Raw Reflections from the Journey

Sunday, December 11, 2011

Surfing and Sobbing: Sudden Shifts in the Grieving Process

You've either lost a parent, or you probably will. But the loss might not have been death, but some other sudden and significant loss or change in life. Whatever or whomever you've lost, you're probably familiar with grief and its varied expressions and emotions.

My dad died on Nov. 28; one week ago tomorrow evening. And it's been hard; harder than I expected. Others who've lost parents warned of this, but I excepted myself. "Dad and I have had the conversations we needed to have; differences have been resolved and appreciations expressed. "It won't be a big deal when he graduates to his eternal adventure", I reasoned. But it has been a big deal. I've had many more deep feelings and much more disruption to life than i expected.

I've encouraged clients throughout my career to expect 'waves' of grief, and to lean into them when they arrive. "Let yourself go with your thoughts and feelings. Don't suppress the feelings, or distract yourself." It's not always pleasant, but the alternative is to stuff and avoid feelings, medicate them with some type of distraction or mood altering experience or substance, etc. In other words, unhealthy alternatives even if they do temporarily relieve distress.

Friends and clients have said that my comparison of ocean waves to waves of grief has been helpful. Imagine sitting in the surf with your back to the ocean. Is this a game you've played? I do every time I get the chance to be at the beach. Waves come in one after the other. In between there are peaceful lapses, but then another comes. Some are gentle, but some are strong. Once in awhile big ones surprise you and even come up and over you. Grief is like this. Waves of emotion come in one after another. Some are gentle and some are strong. The healthy thing to to is to let yourself go with the waves of grief when they come. Think the thoughts and feel the feelings. I know, it hurts. Burning eyes, lump in the throat. But there's one way through grief, and its through it.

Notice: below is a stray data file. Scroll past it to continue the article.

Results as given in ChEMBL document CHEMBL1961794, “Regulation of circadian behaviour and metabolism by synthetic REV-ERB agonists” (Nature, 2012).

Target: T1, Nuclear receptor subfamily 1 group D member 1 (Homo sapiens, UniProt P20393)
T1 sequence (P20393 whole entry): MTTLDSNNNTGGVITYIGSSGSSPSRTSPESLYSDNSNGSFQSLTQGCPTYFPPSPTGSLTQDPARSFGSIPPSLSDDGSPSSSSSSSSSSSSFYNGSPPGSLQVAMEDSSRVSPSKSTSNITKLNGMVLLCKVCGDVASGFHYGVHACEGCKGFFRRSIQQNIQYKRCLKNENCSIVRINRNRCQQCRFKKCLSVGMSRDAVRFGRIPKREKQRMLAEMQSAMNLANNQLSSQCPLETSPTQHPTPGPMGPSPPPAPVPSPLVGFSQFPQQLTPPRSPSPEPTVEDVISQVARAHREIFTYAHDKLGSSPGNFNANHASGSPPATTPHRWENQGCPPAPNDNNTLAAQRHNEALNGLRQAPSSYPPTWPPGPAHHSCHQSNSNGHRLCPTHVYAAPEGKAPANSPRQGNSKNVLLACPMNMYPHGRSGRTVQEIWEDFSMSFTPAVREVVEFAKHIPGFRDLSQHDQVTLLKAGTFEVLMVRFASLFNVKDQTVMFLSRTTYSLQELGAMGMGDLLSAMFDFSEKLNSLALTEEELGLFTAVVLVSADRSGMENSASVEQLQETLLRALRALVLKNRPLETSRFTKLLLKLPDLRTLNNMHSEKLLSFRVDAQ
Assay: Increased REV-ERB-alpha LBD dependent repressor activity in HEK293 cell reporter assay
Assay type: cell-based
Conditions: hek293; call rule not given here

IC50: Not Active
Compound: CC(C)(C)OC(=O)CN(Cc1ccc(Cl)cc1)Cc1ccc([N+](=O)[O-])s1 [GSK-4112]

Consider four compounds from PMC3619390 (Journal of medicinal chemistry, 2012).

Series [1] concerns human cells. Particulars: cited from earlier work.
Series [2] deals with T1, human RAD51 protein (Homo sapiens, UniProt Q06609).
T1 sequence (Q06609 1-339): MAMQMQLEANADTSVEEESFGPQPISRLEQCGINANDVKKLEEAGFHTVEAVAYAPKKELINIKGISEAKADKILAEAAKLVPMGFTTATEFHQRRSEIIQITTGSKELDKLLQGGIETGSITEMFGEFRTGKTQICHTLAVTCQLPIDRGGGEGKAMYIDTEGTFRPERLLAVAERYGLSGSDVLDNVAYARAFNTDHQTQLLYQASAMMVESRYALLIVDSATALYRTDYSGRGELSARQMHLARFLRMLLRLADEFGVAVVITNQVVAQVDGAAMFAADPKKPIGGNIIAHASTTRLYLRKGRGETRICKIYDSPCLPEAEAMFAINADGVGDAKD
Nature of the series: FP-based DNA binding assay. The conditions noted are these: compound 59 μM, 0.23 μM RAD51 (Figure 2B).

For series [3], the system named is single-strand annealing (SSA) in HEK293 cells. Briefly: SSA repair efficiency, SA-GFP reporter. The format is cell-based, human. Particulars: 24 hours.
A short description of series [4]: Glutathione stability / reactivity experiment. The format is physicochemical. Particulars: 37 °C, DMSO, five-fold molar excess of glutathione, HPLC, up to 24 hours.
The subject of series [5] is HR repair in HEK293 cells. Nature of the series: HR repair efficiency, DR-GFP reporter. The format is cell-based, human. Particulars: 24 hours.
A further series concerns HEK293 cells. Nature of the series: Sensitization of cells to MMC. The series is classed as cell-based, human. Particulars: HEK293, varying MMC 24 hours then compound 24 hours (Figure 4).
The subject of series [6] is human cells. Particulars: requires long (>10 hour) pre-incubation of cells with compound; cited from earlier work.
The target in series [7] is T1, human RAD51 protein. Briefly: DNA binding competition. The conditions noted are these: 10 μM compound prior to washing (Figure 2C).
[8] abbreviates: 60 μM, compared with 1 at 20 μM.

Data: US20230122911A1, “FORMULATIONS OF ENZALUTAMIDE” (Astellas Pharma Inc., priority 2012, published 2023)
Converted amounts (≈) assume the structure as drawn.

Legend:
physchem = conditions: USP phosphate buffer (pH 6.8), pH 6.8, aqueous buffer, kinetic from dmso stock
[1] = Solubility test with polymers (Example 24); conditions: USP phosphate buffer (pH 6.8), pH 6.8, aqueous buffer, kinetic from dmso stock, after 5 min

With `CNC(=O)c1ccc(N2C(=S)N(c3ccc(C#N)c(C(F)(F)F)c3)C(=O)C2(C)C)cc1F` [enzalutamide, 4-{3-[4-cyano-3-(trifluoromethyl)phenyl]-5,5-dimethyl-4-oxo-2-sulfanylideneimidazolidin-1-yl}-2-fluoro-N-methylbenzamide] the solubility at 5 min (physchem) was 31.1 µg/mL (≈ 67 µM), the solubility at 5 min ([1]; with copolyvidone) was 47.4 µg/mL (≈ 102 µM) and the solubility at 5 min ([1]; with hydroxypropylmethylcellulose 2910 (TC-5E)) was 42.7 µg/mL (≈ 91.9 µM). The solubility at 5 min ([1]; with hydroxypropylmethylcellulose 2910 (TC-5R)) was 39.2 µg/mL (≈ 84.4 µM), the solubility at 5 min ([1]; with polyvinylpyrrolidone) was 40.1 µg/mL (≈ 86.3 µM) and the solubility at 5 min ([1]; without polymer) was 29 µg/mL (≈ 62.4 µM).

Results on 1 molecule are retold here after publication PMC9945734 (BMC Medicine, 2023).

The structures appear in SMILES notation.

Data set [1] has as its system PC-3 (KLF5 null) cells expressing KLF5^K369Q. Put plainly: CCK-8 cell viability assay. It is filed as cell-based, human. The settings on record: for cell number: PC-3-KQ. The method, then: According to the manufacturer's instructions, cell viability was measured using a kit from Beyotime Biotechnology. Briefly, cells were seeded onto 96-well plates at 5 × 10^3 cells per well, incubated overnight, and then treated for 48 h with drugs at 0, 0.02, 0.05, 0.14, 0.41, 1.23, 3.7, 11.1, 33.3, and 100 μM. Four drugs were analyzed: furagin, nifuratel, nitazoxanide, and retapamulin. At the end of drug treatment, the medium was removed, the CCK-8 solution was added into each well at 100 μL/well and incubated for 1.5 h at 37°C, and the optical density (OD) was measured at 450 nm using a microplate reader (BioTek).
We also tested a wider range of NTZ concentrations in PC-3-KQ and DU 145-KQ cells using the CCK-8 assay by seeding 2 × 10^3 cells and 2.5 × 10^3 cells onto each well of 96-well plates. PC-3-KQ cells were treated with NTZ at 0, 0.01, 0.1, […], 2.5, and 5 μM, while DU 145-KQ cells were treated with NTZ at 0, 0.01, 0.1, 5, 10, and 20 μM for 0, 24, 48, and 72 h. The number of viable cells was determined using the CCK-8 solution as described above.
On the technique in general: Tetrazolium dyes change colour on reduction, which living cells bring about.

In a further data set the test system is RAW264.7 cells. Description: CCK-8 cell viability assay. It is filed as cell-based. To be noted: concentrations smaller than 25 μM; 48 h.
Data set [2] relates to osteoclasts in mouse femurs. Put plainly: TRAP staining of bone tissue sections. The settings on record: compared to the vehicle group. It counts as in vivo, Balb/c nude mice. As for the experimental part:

The pain will eventually subside. Time does heal. The waves may come in pretty strong from time to time, triggered by different thoughts, sites and sounds. But if you allow yourself to go through the process not only will you will be cooperating with God's plan for the process; to fully absorb and integrate the magnitude of your loss into your life, and thereby be prepared to live on.

With love, from one mourner to another

(I began this on Dec. 5, but didn't have the heart to finish it until today, Dec.11)

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